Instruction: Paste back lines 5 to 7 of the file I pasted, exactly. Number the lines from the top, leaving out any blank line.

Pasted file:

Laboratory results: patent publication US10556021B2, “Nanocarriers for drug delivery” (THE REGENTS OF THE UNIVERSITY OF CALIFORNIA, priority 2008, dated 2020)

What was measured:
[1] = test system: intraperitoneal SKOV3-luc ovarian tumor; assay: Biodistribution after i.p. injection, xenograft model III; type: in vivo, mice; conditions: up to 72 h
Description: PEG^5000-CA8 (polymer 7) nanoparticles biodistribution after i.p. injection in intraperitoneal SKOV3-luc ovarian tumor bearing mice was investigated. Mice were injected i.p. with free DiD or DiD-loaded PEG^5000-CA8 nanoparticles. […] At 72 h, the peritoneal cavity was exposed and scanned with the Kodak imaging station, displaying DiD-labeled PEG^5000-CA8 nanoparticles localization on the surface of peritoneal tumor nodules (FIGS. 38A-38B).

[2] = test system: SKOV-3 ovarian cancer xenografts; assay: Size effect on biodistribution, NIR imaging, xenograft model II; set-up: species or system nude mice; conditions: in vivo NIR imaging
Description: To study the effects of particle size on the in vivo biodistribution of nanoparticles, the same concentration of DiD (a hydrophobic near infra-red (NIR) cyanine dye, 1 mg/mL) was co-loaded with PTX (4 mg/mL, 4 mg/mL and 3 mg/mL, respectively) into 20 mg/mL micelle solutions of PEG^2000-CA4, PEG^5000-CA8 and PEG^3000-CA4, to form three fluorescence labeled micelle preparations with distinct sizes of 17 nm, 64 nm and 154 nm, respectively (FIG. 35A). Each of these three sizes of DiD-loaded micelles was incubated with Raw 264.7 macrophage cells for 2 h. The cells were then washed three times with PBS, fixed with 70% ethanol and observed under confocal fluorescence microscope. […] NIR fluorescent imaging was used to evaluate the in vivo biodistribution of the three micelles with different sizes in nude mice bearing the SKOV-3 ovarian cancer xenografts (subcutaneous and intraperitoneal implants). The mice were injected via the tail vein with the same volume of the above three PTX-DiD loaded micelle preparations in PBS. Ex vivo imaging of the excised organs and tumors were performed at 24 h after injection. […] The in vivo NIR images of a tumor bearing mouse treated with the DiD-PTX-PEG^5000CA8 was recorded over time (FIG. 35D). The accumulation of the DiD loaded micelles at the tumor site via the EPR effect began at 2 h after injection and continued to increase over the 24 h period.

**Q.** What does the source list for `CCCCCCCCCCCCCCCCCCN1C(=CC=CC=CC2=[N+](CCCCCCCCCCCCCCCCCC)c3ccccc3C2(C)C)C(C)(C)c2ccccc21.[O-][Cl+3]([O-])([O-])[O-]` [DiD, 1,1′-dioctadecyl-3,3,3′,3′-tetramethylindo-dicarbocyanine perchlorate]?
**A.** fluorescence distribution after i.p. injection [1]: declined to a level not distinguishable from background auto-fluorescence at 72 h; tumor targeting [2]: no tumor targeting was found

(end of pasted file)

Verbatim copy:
[2] = test system: SKOV-3 ovarian cancer xenografts; assay: Size effect on biodistribution, NIR imaging, xenograft model II; set-up: species or system nude mice; conditions: in vivo NIR imaging
Description: To study the effects of particle size on the in vivo biodistribution of nanoparticles, the same concentration of DiD (a hydrophobic near infra-red (NIR) cyanine dye, 1 mg/mL) was co-loaded with PTX (4 mg/mL, 4 mg/mL and 3 mg/mL, respectively) into 20 mg/mL micelle solutions of PEG^2000-CA4, PEG^5000-CA8 and PEG^3000-CA4, to form three fluorescence labeled micelle preparations with distinct sizes of 17 nm, 64 nm and 154 nm, respectively (FIG. 35A). Each of these three sizes of DiD-loaded micelles was incubated with Raw 264.7 macrophage cells for 2 h. The cells were then washed three times with PBS, fixed with 70% ethanol and observed under confocal fluorescence microscope. […] NIR fluorescent imaging was used to evaluate the in vivo biodistribution of the three micelles with different sizes in nude mice bearing the SKOV-3 ovarian cancer xenografts (subcutaneous and intraperitoneal implants). The mice were injected via the tail vein with the same volume of the above three PTX-DiD loaded micelle preparations in PBS. Ex vivo imaging of the excised organs and tumors were performed at 24 h after injection. […] The in vivo NIR images of a tumor bearing mouse treated with the DiD-PTX-PEG^5000CA8 was recorded over time (FIG. 35D). The accumulation of the DiD loaded micelles at the tumor site via the EPR effect began at 2 h after injection and continued to increase over the 24 h period.

**Q.** What does the source list for `CCCCCCCCCCCCCCCCCCN1C(=CC=CC=CC2=[N+](CCCCCCCCCCCCCCCCCC)c3ccccc3C2(C)C)C(C)(C)c2ccccc21.[O-][Cl+3]([O-])([O-])[O-]` [DiD, 1,1′-dioctadecyl-3,3,3′,3′-tetramethylindo-dicarbocyanine perchlorate]?